Ingredient Intel: Phenoxyethanol
In our first ingredient intel blog, we covered Fragrance. Next up: Phenoxyethanol. We have always felt strongly about not using products that contain Phenoxyethanol, however, the ultimate goal with this blog series, is to give you information on a specific ingredient and let you choose how you feel about it. OR even better, inspire you to do additional research to come up with your own ingredient standards.
It is a preservative or stabilizer widely used in cosmetics and personal care products. It is used to prevent a product from spoiling or becoming less effective too quickly. While it can be found naturally in green tea, Phenoxyethanol in cosmetics is synthetically produced in a lab.
Initially, it was believed to be a safer alternative to other paraben filled preservatives out there, which is why you will still see it in a ton of “green”, “clean” or “non-toxic” beauty and skincare brands. Preservatives are necessary in products that contain some sort of water component in order to keep it fresh, effective and free of bacterial growth. However, this preservative poses some risks.
Phenoxyethanol has been linked to increasing the risk of eczema. In different studies, one where Phenoxyethanol was in an aftershave (Source) and another where it was used in an ultrasound gel (Source), it was determined that Phenoxyethanol caused contact Dermatitis. Another study has shown that Phenoxyethanol poses risk of being a neurotoxin (Source).
In 2008, Phenoxyethanol really came into the spotlight when it was used in a nipple cream by the brand Mommy Bliss. The FDA (Food and Drug Administration) warned that the product was unsafe for breastfeeding infants since it could “ depress the central nervous system and may cause vomiting and diarrhea, which can lead to dehydration in infants.” (Source). Yikes! So after all of these findings, all products containing Phenoxyethanol were pulled from store shelves and never sold again…. Just kidding! Just making sure you’re still paying attention. Phenoxyethanol is still present in tons of products (if you don’t believe us, go to a local store or peruse online to see for yourself).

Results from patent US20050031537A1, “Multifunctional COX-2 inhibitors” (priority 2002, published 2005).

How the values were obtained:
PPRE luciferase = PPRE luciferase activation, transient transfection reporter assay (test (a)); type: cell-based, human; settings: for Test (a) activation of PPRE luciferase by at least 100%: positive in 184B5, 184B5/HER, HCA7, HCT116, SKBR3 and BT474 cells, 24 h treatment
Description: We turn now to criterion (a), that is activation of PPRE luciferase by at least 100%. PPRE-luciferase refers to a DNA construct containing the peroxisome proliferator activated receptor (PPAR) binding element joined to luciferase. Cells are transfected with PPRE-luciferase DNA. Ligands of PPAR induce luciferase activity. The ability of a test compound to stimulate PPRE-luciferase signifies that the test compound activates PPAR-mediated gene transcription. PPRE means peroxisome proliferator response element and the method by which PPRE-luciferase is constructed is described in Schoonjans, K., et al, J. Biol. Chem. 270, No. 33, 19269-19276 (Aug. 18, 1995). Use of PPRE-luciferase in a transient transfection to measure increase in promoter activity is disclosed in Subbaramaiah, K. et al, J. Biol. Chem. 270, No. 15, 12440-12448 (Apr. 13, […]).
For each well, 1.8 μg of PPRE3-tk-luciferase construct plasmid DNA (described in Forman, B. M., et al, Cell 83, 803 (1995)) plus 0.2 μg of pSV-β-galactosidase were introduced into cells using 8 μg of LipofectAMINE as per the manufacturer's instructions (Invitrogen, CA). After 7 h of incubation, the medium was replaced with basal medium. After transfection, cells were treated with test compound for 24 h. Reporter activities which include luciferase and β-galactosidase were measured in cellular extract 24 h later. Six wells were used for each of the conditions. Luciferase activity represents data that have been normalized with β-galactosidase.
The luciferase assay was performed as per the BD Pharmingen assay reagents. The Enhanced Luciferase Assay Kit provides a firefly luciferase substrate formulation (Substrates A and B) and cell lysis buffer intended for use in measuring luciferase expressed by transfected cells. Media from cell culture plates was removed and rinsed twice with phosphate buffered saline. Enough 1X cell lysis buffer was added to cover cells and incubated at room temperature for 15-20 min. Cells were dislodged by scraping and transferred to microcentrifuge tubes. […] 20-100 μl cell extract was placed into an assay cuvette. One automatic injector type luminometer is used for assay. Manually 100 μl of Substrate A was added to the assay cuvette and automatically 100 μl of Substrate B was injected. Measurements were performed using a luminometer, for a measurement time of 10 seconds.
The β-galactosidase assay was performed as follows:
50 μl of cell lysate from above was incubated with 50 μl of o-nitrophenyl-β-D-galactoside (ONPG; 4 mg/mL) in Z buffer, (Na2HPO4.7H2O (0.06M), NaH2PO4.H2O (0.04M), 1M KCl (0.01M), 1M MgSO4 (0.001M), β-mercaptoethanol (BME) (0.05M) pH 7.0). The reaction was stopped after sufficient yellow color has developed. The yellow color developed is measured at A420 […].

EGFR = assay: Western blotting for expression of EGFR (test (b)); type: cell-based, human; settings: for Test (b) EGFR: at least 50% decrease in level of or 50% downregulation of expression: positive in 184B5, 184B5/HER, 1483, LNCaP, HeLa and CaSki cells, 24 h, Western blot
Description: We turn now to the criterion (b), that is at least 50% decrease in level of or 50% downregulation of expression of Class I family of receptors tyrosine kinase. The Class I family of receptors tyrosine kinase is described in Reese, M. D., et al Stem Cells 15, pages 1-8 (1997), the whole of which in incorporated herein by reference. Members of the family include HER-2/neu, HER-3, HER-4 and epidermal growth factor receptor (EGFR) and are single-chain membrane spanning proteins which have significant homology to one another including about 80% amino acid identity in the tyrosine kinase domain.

So at this point you might be asking why is Phenoxyethanol still used in products? Especially why is it used in green/clean/non-toxic products?
Despite the risks, it is still deemed safe by the FDA. In 2007, a panel from The Cosmetic Ingredient Review (CIR) deemed it safe at concentrations of 1% or lower. Similarly, The European Commission On Health and Food Safety also concluded it was safe in cosmetics at 1% less concentration.
Okay, so they recommend only using 1% or less of it in a products. But the FDA is not testing a product before it goes to market to ensure that it only contains < 1%. I look at ingredient labels all the time where Phenoxyethanol is in the middle or upper half of the ingredient list. Since Ingredient lists are written in descending order based on their proportion in the formula, it’s safe assumption that those products are using > 1%.
Let’s put that aside for one minute and pretend that all companies are staying in line with the recommended guideline and only use 1% or less of Phenoxyethanol in their formula. Because of its prevalence in so many products, it's realistic to assume that someone is using multiple products that contain this ingredient. If your products (shampoo, body wash, lotion, face cream, etc.) all have it in the formula (even at 1% each), you are exposing your body to a higher amount of the ingredient. Even at the lower, recommended usage, there is nothing preventing someone from exposing their body to multiple products that contain Phenoxyethanol on a daily basis. Each product ads up and can impact your body.
To us, even at 1%, the risks are too high. While preservatives are necessary in products, there are safe options out there, so in our opinion, there is no reason for us to carry products that use Phenoxyethanol. With the lack of regulation and with new research coming out all the time, the industry is constantly evolving. We hope to see more companies question this ingredient and utilize alternatives. What is your stance on this ingredient? We’d love to know so comment below or send us an email at email@example.com.
*The information we provide is intended to motivate our customers to make their own decisions regarding the products they use. We are not scientists, chemists or healthcare professionals. Any statements or claims about benefits of ingredients have not been evaluated by the Food & Drug Administration (FDA) and are not intended to diagnose, treat, prevent or cure any disease or condition. As health and ingredient research continuously evolves, we do not guarantee the accuracy, completeness or timeliness of any information presented on this website.